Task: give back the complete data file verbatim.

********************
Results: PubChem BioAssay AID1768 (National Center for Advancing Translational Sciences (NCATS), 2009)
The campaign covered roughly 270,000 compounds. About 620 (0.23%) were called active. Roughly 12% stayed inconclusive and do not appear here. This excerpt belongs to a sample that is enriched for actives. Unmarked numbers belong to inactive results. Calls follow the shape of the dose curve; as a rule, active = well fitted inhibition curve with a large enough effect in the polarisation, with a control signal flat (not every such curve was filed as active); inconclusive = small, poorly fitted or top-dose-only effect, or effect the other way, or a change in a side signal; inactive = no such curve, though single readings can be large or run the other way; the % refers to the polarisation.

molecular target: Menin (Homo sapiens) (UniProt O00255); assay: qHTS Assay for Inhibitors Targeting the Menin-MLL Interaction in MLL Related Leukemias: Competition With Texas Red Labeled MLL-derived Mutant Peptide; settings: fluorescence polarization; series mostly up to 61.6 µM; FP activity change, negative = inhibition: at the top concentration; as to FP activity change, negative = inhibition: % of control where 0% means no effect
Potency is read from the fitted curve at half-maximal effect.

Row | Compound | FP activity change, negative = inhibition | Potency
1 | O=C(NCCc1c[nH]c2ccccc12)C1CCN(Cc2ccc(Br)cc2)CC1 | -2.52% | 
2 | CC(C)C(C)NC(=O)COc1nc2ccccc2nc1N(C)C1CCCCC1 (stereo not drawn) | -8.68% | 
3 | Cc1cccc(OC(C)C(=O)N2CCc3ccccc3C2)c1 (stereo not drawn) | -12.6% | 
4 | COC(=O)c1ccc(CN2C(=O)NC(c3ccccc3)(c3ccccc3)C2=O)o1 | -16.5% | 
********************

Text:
Results: PubChem BioAssay AID1768 (National Center for Advancing Translational Sciences (NCATS), 2009)
The campaign covered roughly 270,000 compounds. About 620 (0.23%) were called active. Roughly 12% stayed inconclusive and do not appear here. This excerpt belongs to a sample that is enriched for actives. Unmarked numbers belong to inactive results. Calls follow the shape of the dose curve; as a rule, active = well fitted inhibition curve with a large enough effect in the polarisation, with a control signal flat (not every such curve was filed as active); inconclusive = small, poorly fitted or top-dose-only effect, or effect the other way, or a change in a side signal; inactive = no such curve, though single readings can be large or run the other way; the % refers to the polarisation.

molecular target: Menin (Homo sapiens) (UniProt O00255); assay: qHTS Assay for Inhibitors Targeting the Menin-MLL Interaction in MLL Related Leukemias: Competition With Texas Red Labeled MLL-derived Mutant Peptide; settings: fluorescence polarization; series mostly up to 61.6 µM; FP activity change, negative = inhibition: at the top concentration; as to FP activity change, negative = inhibition: % of control where 0% means no effect
Potency is read from the fitted curve at half-maximal effect.

Row | Compound | FP activity change, negative = inhibition | Potency
1 | O=C(NCCc1c[nH]c2ccccc12)C1CCN(Cc2ccc(Br)cc2)CC1 | -2.52% | 
2 | CC(C)C(C)NC(=O)COc1nc2ccccc2nc1N(C)C1CCCCC1 (stereo not drawn) | -8.68% | 
3 | Cc1cccc(OC(C)C(=O)N2CCc3ccccc3C2)c1 (stereo not drawn) | -12.6% | 
4 | COC(=O)c1ccc(CN2C(=O)NC(c3ccccc3)(c3ccccc3)C2=O)o1 | -16.5% | 